Communication is a very broad and complex subject and there is a range of material, sources and opinions on what makes someone a good communicator. As with anything that is a such a vast subject, there are many sources of inspiration and information. However, in a crowded market place, it is easy to get bogged down in bland, broad-brush and even superficial perspectives.
A quick google search on famous quotes abut communication brings up many different results,3 possible more thoughtful ones are below;
Albert Einstein (Theoretical physicist); ‘If you can’t explain it to a 6-year-old, you don’t understand it yourself’
Dan Oswald (US Businessman); ‘Communication must be HOT- Honest, open and two way’
James Humes (Author and former presidential speechwriter); ‘The Art of communication is the language of leadership’.
All great quotes, but how does this translate to being a good communicator in practice. The complexities of communication are outlined above; however, to be a good communicator you probably need to be;
- A good listener– It’s not just all about the talking, good communication is also 2 way (As Dan Oswald says!!)- Listening is very important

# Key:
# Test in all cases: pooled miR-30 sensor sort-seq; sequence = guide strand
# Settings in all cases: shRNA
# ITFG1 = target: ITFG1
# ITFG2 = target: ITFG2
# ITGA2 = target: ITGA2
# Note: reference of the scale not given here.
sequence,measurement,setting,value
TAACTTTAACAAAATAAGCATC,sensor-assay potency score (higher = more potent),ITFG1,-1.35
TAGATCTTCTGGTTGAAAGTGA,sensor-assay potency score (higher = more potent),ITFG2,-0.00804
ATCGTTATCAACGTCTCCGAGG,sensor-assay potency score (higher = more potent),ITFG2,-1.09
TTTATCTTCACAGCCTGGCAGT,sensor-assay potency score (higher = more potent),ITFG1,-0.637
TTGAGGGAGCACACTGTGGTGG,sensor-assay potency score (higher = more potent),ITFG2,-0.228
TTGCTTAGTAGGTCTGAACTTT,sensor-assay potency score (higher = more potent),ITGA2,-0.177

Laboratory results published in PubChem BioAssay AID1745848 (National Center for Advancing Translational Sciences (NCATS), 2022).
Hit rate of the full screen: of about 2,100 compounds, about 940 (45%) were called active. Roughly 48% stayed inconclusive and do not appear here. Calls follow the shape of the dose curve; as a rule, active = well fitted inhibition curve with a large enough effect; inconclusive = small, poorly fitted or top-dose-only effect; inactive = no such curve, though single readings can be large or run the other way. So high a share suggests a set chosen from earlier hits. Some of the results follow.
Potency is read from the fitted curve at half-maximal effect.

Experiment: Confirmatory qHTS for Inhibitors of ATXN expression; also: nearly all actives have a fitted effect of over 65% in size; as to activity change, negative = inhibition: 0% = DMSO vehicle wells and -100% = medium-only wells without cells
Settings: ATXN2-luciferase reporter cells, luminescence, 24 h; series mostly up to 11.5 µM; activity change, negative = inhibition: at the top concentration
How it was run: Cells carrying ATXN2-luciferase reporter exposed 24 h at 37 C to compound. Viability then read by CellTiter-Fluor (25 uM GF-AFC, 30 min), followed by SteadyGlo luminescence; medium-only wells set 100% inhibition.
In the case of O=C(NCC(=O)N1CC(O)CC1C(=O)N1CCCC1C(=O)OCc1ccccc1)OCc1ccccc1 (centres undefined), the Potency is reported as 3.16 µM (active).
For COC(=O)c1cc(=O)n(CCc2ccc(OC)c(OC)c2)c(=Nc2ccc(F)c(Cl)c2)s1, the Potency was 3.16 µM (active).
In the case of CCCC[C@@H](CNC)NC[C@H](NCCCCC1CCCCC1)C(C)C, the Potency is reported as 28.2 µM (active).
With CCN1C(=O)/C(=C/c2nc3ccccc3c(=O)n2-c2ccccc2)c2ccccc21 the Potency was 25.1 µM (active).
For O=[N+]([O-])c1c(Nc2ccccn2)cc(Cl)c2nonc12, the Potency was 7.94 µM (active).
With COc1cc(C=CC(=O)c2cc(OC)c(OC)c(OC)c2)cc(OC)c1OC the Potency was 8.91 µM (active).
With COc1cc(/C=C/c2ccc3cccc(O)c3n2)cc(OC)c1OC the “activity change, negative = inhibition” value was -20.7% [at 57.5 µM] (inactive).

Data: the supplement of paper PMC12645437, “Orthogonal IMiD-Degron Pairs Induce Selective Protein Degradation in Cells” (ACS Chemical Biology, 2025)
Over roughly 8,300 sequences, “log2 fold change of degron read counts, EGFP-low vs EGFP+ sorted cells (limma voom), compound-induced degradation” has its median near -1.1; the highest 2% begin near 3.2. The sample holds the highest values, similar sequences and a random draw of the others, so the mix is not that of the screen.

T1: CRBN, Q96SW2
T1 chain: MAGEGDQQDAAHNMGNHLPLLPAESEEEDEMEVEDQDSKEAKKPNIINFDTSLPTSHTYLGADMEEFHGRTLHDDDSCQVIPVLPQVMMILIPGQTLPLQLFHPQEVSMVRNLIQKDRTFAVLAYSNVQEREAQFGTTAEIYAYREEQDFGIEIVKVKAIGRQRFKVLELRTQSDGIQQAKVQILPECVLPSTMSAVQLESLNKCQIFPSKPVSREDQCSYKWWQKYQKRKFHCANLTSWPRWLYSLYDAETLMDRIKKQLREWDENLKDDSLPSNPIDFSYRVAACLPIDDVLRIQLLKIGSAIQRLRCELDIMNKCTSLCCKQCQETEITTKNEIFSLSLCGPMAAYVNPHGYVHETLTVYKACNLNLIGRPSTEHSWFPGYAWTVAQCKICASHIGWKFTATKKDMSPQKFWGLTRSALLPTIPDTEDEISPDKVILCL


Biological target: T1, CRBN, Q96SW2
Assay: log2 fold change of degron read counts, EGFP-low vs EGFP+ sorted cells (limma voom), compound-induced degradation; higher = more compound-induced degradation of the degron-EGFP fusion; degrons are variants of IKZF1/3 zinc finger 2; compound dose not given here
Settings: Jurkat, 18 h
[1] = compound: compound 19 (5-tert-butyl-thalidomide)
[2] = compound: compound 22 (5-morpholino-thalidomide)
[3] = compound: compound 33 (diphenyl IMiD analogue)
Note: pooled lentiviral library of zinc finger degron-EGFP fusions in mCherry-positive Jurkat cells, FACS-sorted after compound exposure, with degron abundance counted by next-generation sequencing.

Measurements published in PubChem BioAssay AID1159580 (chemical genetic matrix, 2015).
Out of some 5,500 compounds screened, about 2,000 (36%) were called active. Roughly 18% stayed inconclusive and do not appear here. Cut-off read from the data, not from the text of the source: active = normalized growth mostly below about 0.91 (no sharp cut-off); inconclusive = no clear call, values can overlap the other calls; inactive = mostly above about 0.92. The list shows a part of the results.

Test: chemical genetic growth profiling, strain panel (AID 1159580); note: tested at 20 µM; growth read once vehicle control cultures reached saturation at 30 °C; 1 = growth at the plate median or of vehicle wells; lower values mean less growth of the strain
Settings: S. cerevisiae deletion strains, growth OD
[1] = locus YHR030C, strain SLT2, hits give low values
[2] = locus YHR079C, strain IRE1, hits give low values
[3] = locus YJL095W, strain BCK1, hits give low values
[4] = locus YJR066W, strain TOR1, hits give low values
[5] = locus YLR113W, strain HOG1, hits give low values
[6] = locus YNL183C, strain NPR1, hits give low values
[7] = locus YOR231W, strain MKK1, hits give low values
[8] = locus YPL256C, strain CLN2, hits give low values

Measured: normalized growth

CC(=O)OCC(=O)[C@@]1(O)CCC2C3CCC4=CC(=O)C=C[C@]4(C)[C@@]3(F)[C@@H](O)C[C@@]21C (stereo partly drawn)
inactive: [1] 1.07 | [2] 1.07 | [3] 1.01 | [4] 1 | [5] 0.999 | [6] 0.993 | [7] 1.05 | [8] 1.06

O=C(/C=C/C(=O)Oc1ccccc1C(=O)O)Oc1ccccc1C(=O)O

- Clear and concise– Sometimes it is about quality and getting to the point, rather than quantity
- Friendliness– Always preferable, everyone likes friendliness- It’s not always what you say but also the way you say it
- Confident– Believing in what you are saying is important- If you don’t, then the likelihood is your audience wont either
- Open minded- Sometimes the ‘left field option’ that no one had thought of might be a masterstroke
- Respectful– Not everyone will share the same opinions as you, however, we are all entitled to them
- Be able to pick the right medium (For example, phone, text, email, face to face)- Particularly with so much choice offered to us via technology
This can never be an exhaustive list, concurrently perhaps there are no surprises either. What is important is to try and demonstrate all the above consistently, which in reality can be challenging at times.
Examples of curious communication include; those long (sometimes quite deadly!!) meetings, where the focus can be on quantity of what is said rather than quality; our so regular e-mails which are a page long when a couple of sentences would have sufficed; those messages that begin with ‘Dear Each’….’Esteemed colleagues’…….’Dear All’………
Today, there are many varied mediums of communication; without doubt, we can all look to continue to develop as effective communicators as an integral part of our lifelong learning. We all have a clear potential for us all to develop objectives for inclusion in our P.D.P.s.
Perhaps, in the end, we can conclude, that in terms of our capabilities as communicators, we are all beginners.